The issue of gender connotations when translating a word 1) either from Old French to modern French, or 2) from Old French to modern English, reminded me of a discussion at the ENC about the Old French vaillant which still exists in modern French as vaillant(e) and the English is ‘valiant’. If my memory serves me correctly, I seem to remember that in translating a line of Erec et Enide the word vaillant was said to be more appropriate to knights, being a male word. The character whom it described in this instance was a woman, and therefore an alternative in modern French had to be found. Unfortunately, I can’t remember what word was suggested instead. However, it got me thinking. In modern English, in my opinion, the word has become more gender neutral, for example it works to describe either men or women who ‘make a valiant effort’ at something. Therefore, when the word is used by the author of Escanor to describe Eleanor of Castile I have kept close to the original and translated her character as ‘valiant’.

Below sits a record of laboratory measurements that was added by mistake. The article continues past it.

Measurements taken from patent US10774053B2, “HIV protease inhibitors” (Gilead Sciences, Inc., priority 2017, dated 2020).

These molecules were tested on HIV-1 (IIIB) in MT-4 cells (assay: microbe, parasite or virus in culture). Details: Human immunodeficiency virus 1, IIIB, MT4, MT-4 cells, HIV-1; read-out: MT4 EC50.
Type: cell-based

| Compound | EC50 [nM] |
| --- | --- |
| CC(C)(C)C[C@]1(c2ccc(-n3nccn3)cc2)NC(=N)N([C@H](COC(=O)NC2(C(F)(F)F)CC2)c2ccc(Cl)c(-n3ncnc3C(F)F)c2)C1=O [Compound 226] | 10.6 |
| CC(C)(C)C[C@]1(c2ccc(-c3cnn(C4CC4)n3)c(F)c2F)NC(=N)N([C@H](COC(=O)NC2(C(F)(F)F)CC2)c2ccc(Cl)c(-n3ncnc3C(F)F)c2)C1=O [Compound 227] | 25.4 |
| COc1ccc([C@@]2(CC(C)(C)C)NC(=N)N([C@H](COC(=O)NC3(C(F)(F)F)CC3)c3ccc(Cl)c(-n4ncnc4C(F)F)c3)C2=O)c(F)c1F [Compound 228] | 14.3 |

This issue of words being considered as predominantly describing ‘male’ or ‘female’ characteristics is, of course, an ancient one. Having given a paper at Kalamazoo last week on the idea of the ‘gender-free being’ as inspired by the Roman de Silence which boasts one of the few female knights in medieval romance, I suppose ideas around the subject are still very fresh in my mind. I think words are best when describing characteristics, not when describing notions of gender. After all, anyone – regardless of their sex or gender – can be ‘strong’, ‘weak’, ‘determined’, ‘daring’, ‘loud’, ‘angry’, ‘meek’, etc. So why can our commissioning queen of Escanor not be ‘valiant’?

Works Referenced

Burns, E. Jane. ‘Ladies Don’t Wear Braies: Underwear and Outerwear in the French Prose Lancelot.’ The Lancelot-Grail Cycle: Texts and Transformations. Ed. William W. Kibler. Texas: University of Texas Press, 1994: 152-174.